As it turns out, Twitter made this change shortly before they launched their own streaming video app. Yes, that would be Periscope. Meerkat is losing ground. In May, Mashable reported that in the U.S. App Store, Meerkat ranks near 1200 while Periscope is in the top 40. Looking only in the Social Networking category, Meerkat is in the top 90 but Periscope is in the top 10.

So back to our title question.

The short answer is simple: yes, you should stream live video if it’s something worth watching. That might be:

  • Q&A sessions with your own people or a guest expert.
  • Behind-the-scenes tour of your production department.
  • How-to demonstrations.
  • Live fashion show or other event at your business.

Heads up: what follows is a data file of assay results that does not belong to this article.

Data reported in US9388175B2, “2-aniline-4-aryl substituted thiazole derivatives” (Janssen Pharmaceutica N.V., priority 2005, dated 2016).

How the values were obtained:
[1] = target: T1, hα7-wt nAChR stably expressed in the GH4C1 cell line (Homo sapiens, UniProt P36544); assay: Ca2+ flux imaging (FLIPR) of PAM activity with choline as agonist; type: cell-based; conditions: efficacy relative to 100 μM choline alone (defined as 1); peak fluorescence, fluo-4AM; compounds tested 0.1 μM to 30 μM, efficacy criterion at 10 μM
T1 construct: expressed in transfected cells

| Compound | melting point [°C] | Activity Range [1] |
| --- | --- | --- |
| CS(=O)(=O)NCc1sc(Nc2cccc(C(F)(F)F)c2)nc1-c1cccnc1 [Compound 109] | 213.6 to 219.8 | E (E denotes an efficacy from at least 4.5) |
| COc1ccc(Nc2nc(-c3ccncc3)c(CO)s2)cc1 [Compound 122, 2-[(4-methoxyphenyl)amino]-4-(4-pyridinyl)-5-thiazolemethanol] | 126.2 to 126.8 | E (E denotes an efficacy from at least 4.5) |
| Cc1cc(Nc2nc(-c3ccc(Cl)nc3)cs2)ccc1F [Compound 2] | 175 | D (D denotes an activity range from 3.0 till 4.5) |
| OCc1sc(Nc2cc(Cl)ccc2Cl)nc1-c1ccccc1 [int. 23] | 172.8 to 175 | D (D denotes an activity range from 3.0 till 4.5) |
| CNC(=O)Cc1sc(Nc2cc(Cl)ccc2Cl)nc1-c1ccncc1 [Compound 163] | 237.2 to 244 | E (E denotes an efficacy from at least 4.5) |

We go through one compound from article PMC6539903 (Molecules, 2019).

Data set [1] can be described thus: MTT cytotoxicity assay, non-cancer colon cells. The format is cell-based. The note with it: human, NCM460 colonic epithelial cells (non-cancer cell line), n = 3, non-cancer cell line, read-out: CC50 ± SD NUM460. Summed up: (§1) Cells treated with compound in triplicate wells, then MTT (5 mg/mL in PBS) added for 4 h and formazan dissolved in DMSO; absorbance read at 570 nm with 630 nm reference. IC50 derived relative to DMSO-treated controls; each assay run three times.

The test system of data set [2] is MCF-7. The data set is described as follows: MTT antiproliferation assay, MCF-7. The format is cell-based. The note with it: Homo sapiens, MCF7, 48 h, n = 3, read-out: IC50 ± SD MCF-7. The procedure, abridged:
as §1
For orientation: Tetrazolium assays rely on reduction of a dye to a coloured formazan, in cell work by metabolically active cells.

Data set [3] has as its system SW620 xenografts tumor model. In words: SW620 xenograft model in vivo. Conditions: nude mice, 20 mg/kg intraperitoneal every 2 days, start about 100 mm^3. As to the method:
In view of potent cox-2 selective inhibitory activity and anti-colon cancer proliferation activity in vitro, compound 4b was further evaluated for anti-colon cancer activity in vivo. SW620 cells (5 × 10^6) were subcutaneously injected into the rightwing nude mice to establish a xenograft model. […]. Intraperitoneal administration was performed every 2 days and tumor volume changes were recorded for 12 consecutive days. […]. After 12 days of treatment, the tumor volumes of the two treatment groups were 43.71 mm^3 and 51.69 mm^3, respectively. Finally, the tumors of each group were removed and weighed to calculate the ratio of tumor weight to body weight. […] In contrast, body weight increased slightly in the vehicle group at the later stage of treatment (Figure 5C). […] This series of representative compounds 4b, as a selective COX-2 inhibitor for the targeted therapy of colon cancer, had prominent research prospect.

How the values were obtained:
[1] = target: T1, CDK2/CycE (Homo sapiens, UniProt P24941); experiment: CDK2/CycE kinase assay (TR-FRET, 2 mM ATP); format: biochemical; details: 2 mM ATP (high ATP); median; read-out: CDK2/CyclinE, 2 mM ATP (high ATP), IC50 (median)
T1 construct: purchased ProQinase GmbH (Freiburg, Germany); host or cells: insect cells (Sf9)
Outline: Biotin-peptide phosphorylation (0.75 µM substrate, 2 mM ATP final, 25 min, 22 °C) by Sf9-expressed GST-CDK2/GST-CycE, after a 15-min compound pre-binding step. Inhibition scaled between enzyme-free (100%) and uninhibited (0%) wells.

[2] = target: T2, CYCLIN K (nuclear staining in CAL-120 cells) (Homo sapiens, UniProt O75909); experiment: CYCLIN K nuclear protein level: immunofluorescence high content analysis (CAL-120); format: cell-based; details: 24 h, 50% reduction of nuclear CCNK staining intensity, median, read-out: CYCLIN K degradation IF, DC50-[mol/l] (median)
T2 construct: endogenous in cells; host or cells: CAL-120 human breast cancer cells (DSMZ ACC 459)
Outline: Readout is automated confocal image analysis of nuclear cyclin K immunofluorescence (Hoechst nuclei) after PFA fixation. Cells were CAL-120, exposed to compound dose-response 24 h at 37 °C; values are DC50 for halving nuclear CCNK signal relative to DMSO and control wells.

• “Day in the life” video of an event you are attending.
  • Open mike night at your bar.
  • Cook-off at your restaurant.

The thing about video is that a little goes a long way. You know how “breaking news” on TV quickly turns into a mind-numbing view of the-camera-is-rolling-but-there’s-nothing-new-to-see-or-say? Remember the expression “like watching paint dry”? Be honest with yourself. But don’t necessarily write off live streaming altogether. You never know when you may have the perfect opportunity to truly impress prospects and customers or your entire community with a live broadcast.

By the time you’re ready to stream, either Meerkat or Periscope may have emerged a clear winner. Or there may be an entirely new app dominating the space. We’ll all have to stay tuned and see.